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When Problems Sink in a Bottle of Booze

HAPPY HOURS: ALCOHOL IN A WOMAN'S LIFE; By Devon Jersild; HarperCollins; $25, 380 pages

April 09, 2001|SHARI ROAN

We've heard bits and pieces about this subject before. The headlines about binge drinking among college women. The tales of women who drink during pregnancy and give birth to children with fetal alcohol syndrome. The pictures of homeless women ruined by alcohol. But these are just fragments of a much bigger story about women and alcohol--the subject of this unique book by Devon Jersild. Jersild shatters the stereotypes of women and alcohol problems and shows us that the drunk college girls and "bag ladies" are only the most visible part of the problem. Everyday women--the mom, business executive, teacher, lawyer, high school prom queen--make up the majority of women alcoholics.

Jersild, a writer and teacher of creative writing and women's studies, was motivated to write this book out of despair over her sister's battle with alcoholism. What she discovered was that, like her sister, women who develop drinking problems often have other emotional or life problems. Female alcoholics are much more likely than their male counterparts to suffer from depression, anxiety and eating disorders. They are much more likely to have been victims of sexual or physical abuse. Coming to terms with the alcoholism often involves untangling and examining the many factors that led to the drinking or have been impacted by it.

"Most often, alcohol has been woven into the fabric of their lives, so that stories about women and alcohol are also dramas about women's relationships, their needs, their work, their feelings about their bodies, sexual abuse and other trauma, human loss and spiritual development," Jersild writes. She notes that alcohol problems in women tend to devastate every aspect of their lives, such as relationships, jobs and health. While men also often lose everything to alcoholism, women, she says, "fall harder and faster" than men.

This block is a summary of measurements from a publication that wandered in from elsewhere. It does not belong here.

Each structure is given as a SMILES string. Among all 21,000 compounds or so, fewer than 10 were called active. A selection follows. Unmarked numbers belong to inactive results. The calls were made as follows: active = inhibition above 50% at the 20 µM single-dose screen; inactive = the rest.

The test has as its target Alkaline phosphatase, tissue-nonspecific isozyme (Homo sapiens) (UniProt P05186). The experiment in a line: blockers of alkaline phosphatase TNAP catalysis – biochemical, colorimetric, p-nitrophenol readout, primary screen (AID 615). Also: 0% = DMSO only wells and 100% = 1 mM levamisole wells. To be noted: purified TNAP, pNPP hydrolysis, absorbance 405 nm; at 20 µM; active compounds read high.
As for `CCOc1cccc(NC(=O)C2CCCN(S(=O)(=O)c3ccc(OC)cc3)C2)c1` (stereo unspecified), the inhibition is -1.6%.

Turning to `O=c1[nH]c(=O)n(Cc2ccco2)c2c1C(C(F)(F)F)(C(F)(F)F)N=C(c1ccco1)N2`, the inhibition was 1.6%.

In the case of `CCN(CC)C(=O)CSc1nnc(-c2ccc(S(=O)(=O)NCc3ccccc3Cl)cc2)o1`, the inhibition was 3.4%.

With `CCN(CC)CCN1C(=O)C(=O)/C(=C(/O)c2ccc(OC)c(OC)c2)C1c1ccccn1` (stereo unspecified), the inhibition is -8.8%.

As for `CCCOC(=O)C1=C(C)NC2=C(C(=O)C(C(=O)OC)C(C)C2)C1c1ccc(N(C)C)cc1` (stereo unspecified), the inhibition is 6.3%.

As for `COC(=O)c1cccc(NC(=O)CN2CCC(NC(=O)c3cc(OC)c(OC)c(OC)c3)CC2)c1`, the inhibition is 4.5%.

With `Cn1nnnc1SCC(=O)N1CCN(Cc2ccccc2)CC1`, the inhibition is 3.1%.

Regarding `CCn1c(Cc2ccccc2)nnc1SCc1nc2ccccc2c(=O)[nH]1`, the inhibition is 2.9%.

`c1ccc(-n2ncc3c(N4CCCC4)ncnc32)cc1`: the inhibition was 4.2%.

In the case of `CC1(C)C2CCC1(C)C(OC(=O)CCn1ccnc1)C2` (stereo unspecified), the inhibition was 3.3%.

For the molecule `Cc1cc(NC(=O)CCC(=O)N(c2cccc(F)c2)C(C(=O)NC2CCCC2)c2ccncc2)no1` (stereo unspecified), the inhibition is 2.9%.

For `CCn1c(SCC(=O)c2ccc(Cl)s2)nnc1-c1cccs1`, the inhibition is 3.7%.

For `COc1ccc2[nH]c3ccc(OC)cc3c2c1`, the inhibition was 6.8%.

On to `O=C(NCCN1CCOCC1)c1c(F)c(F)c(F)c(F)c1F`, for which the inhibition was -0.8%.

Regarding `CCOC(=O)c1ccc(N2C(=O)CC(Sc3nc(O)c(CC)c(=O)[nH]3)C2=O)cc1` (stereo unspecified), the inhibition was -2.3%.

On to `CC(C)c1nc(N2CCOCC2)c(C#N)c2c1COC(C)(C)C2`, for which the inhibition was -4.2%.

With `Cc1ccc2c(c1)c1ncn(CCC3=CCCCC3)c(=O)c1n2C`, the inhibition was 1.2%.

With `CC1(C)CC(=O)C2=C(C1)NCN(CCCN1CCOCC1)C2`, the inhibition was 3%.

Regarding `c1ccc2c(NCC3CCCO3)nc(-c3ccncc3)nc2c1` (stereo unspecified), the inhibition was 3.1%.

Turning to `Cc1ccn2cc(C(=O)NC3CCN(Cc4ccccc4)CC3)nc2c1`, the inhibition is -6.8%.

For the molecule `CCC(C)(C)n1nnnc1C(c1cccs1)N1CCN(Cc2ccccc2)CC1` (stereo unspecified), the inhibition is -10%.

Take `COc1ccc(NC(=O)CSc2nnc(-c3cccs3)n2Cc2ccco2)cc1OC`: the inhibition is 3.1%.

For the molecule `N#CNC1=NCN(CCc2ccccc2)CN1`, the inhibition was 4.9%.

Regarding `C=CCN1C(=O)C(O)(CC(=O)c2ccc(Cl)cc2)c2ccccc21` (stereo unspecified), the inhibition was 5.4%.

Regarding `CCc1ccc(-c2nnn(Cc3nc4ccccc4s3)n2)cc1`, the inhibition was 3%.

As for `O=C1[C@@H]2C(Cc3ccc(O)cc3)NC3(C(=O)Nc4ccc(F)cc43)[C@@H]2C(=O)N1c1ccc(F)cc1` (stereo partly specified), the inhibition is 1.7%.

This is not just a book about alcoholics. Jersild examines social norms as well. For example, women who drink heavily often are considered "loose"; men typically don't suffer the same image problem. And even women not dependent on alcohol can fall victim to it. Because women sometimes drink to ease stress, dull pain or subdue doubts, alcohol use for these individuals "has to do with looking for solutions outside yourself."

"Happy Hours," which is beautifully written and personalized with the stories of women, offers well-researched information on alcoholism, treatment, recovery, advertising and trends (including the disturbing increase in the number of teenage girls drinking heavily). The book notes, for example, that most treatment and recovery models are built on what works for men. For women, the often coexisting problems of depression, past victimization, other addictions and relationship difficulties call for a much different approach. Moreover, our society typically punishes the pregnant alcoholic or alcoholic mother (for example, by taking her children away) instead of looking for ways to facilitate her treatment and recovery while keeping families together.

Female alcoholics are twice as likely to die as male alcoholics of the same age and yet are much less likely to be diagnosed with the disease. Breaking the silence and uncovering the truths surrounding women's use of alcohol is a first step at correcting that injustice. "Happy Hours" moves us in the right direction.

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